Veterans consume a higher share of calories from added sugars and solid fats than nonveterans

Veterans consume a higher share of calories from added sugars and solid fats than nonveterans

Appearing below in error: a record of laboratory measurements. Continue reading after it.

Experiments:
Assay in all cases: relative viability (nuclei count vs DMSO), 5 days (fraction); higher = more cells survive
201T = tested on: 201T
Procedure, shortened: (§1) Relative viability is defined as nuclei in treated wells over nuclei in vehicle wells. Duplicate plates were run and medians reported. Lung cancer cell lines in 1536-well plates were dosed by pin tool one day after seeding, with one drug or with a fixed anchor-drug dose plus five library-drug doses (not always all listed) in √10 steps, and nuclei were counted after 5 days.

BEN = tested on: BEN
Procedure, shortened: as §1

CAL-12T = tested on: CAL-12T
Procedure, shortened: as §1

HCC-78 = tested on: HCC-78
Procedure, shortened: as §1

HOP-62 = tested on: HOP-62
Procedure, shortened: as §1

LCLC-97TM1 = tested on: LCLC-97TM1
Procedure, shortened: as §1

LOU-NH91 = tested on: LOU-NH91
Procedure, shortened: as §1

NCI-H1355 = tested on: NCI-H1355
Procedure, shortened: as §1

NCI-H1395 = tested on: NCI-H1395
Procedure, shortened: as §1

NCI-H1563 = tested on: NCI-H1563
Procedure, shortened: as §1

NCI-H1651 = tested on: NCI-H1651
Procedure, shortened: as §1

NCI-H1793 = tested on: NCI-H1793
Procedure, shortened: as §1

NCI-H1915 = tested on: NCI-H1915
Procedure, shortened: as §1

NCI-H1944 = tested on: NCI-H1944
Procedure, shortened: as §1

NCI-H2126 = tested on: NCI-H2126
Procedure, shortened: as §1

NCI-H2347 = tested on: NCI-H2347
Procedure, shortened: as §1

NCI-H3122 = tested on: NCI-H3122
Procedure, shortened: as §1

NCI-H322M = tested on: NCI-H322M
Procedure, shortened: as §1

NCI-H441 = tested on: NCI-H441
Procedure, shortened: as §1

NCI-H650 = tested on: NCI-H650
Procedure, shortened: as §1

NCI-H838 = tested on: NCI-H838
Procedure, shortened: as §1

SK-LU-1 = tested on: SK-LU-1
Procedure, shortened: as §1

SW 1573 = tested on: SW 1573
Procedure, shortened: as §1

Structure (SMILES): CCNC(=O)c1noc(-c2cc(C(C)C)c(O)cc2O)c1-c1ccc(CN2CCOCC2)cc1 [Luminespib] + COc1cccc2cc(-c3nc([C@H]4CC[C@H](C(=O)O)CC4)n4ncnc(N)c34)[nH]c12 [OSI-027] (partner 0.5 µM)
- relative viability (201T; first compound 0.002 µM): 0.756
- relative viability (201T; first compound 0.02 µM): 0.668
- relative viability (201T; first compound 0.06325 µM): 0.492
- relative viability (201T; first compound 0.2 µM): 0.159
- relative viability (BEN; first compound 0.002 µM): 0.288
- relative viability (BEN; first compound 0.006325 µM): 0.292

In a recent study, ERS researchers used self-reported food intake data to explore how veterans’ diets compare with those of nonveterans. The researchers found that, much like other Americans, veterans do not closely follow healthy eating recommendations in the Dietary Guidelines for Americans, jointly issued every 5 years by USDA and the Department of Health and Human Services. Veterans were found to have somewhat lower quality diets than nonveterans after controlling for demographic differences, such as the fact that veterans tend to be older and are more often male. Veterans’ lower diet quality was primarily due to their higher consumption of calories from added sugars and solid fats. Between 2003 and 2016, added sugars represented 16.4 percent of total calories for veterans, on average, versus 13.8 percent for demographically similar nonveterans. Added sugars include cane and beet sugar, syrups, and other caloric sweeteners. The Dietary Guidelines encourages individuals to keep calories from added sugars below 10 percent of total calories. Veterans obtained another 18.1 percent of their total calories from solid fats, as compared with 15.6 percent for nonveterans. Solid fats are the fats found in meats, poultry, dairy products, hydrogenated vegetable oils, and some tropical oils. The data for this chart come from the ERS report, An Examination of Veterans’ Diet Quality, December 2019.


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